President Biden doubles down on statism
After a disastrous first year pursuing an agenda that became increasingly unpopular, President Biden had an opportunity to reset his administration in a centrist direction as part of his first State of the Union Address. But he didn’t. On every domestic issue, he catered to the Democratic Party’s hardcore left-wing activists, thus jettisoning any chance of reconnecting with independent voters and disaffected moderate Democrats.
His speech started well. Almost all Americans agree with Biden’s strong rhetoric against Putin’s invasion of Ukraine. The United States and its allies, including Canada, have initiated economic sanctions including halting the certification of the Nord Stream 2 gas pipeline, excluding many Russian banks from the SWIFT system of international payments, and targeting assets of Putin and oligarchs outside of Russia.
But his speech suffered from three significant shortcomings, particularly for those interested in domestic policy.
The first problem is actually related to Putin and Ukraine. Biden refused to prohibit purchases of oil and natural gas from Russia, which would have been the most powerful sanction the U.S. and its allies could impose. Russia earned US$489.8 billion from oil and natural gas exports in 2021, about half of which comes from Europe. These earnings fuel Putin’s war machine. If the U.S. and its allies stopped importing Russian oil and natural gas, Russia’s hard currency earnings would plummet. Over time, Russia could replace its lost customers with others, mainly China. But this switch would require massive investment in new pipeline infrastructure that would take years.
The reason for Biden’s refusal was simple—foregoing Russian oil and natural gas would require the U.S. to expand domestic production of oil and natural gas to replace the loss from Russia or require even higher domestic prices. Following the dictates of his party’s left wing and environmental extremists, Biden has scuttled the Keystone XL pipeline and used regulatory tools to suppress domestic drilling and production of oil and natural gas. And these policies are having an effect. U.S. oil production fell 11.5 per cent since its peak in 2020. After achieving the status of a net oil exporter under President Trump, the U.S. has once again become a net oil importer. Eliminating Russian oil and natural gas imports would require Biden to change course, expanding domestic oil and natural production, achieving independence and exporting the surplus to Europe. Biden chose to adhere to the left’s dogmatic approach on climate issues rather than serve the needs of U.S. national security and the economy.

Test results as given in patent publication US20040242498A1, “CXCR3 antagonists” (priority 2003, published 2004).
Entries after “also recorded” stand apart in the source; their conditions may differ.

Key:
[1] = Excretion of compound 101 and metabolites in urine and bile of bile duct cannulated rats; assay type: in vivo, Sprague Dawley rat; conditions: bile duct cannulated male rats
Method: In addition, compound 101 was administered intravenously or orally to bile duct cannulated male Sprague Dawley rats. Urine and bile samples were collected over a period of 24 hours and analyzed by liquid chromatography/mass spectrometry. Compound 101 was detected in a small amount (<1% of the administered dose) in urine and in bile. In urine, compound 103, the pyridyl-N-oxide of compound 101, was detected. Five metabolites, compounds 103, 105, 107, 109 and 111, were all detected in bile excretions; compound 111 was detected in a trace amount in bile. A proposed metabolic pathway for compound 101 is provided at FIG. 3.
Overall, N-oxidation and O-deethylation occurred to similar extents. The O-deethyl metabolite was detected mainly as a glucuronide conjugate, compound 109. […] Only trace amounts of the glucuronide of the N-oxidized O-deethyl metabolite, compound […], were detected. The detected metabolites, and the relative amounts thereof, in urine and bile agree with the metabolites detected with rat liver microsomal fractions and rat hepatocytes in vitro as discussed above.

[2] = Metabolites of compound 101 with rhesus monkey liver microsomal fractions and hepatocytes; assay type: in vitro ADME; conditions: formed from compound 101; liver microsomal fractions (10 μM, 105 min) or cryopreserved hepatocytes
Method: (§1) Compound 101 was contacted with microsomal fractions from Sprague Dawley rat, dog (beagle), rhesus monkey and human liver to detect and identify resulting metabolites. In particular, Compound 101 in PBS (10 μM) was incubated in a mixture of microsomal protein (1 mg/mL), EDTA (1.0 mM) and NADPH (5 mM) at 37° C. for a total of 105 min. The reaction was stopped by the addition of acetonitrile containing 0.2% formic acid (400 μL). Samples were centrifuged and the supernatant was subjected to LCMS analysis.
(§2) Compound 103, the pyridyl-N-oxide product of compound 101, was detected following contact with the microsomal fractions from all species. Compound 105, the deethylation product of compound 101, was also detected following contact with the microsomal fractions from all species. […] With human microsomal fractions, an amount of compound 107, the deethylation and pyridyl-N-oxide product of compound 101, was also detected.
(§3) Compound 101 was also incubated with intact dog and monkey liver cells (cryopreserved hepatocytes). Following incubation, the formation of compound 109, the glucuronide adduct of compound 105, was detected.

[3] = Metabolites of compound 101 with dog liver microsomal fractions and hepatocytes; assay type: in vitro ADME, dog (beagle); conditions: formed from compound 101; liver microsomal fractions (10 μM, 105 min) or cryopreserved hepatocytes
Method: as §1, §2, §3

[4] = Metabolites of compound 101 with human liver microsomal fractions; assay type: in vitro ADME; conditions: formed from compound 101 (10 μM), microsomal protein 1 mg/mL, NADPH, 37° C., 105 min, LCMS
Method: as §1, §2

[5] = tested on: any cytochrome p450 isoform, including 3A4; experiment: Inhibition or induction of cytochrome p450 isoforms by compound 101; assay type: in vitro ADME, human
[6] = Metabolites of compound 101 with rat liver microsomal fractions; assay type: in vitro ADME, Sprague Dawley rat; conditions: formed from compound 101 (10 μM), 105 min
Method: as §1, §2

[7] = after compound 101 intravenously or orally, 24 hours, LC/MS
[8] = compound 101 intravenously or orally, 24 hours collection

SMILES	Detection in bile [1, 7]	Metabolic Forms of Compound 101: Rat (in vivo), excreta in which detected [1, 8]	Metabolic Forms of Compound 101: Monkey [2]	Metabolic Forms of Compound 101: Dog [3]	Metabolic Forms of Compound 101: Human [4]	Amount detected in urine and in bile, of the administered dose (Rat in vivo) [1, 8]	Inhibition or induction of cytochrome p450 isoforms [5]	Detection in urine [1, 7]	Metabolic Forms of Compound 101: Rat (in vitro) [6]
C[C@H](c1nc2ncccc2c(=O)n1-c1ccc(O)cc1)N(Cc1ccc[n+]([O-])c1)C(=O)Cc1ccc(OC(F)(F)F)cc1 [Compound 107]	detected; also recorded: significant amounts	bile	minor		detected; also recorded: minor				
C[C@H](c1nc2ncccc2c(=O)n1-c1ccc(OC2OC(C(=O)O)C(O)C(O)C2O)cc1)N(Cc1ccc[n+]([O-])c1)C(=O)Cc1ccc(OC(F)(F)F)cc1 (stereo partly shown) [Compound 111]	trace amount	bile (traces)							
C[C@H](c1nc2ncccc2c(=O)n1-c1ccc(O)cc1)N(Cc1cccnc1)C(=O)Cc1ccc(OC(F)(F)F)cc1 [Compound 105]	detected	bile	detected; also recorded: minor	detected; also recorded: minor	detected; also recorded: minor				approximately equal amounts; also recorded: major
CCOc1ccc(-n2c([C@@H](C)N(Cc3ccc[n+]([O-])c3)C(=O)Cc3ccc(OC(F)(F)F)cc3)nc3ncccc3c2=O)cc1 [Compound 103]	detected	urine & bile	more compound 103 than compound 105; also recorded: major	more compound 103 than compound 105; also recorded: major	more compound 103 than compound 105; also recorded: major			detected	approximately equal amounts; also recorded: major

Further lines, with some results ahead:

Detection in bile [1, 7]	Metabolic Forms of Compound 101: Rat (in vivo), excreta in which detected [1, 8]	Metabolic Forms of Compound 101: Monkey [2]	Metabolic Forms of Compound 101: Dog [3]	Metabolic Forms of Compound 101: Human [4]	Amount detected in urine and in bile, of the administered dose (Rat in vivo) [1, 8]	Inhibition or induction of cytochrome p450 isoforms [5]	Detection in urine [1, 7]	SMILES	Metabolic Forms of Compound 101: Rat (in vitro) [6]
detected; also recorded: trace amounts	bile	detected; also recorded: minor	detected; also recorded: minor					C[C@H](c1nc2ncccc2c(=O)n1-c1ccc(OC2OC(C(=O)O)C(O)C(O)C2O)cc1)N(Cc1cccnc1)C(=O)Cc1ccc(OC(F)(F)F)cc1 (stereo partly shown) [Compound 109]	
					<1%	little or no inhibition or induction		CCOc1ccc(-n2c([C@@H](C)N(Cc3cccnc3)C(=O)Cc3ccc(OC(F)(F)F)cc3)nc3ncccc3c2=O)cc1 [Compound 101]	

The U.S. economy is suffering from the highest price inflation in four decades. The consumer price index has climbed 7.5 per cent over the past 12 months, swamping wage increases and reducing the real income of working Americans. In a number of recent polls, inflation is by far the number one concern of voters.
Inflation, as Nobel laureate Milton Friedman observed, is always and everywhere a monetary phenomenon. And that’s definitely what has happened in the U.S. The Federal Reserve overreacted to the brief COVID recession (February 2020 to April 2020) with extraordinarily low interest rates and massive quantitative easing. The Fed kept overly accommodative monetary policy long after economic recovery began. Put simply, the Fed pumped too much money into an economy that faced lingering supply-side constraints.
In his speech, Biden ignored the true cause of inflation. Instead, he offered a grab bag of statist ideas such as aggressive antitrust enforcement, price controls on prescription drugs, and tax credits for energy conservation and green energy—policies that, whatever their merits, have little or nothing to do with inflation. Moreover, he has been pushing three controversial nominees to the Federal Reserve Board—Sarah Bloom Raskin, Lisa Cook and Philip Jefferson—who lack monetary expertise and are generally regarded as inflation doves. Raskin’s primary “qualification” is her support for using the Fed’s regulatory powers to divert credit away from oil and natural gas production.
Cook and Jefferson have primarily written about poverty and race, which are outside of the Fed’s legislative mandate.
Expanding the welfare state
While Biden did not mention Build Back Better by name, he regurgitated his support for the major items in his stalled agenda to dramatically increase the size and scope of redistribution programs. These include massive new government subsidies for childcare, combined with new regulations that would limit the supply of childcare and raise its cost to working Americans, higher taxes on personal and corporate income, raising the federal minimum wage to $15 per hour, and the PRO Act, which would intervene in labour markets and make unionization easier.
Ironically, Biden’s proposals would restrict labour supply and increase production costs, policies that arguably will push prices even higher. But the larger problem with his fiscal agenda is that it’s a triumph of hope over experience to think that higher tax rates and a bigger burden of government spending will generate good economic results.
In a study last year for the Club for Growth Foundation, we found that Biden’s plan would reduce economic output by $3 trillion over the next decade and reduce worker compensation by an average of more than $10,000 over the same period. Other studies have found even larger economic losses.
So what’s the bottom line? Other than supporting Ukraine, Biden’s speech reflected a president out of touch with working Americans and entirely beholden to the Bernie Sanders/Alexandria Ocasio-Cortez wing of his party.
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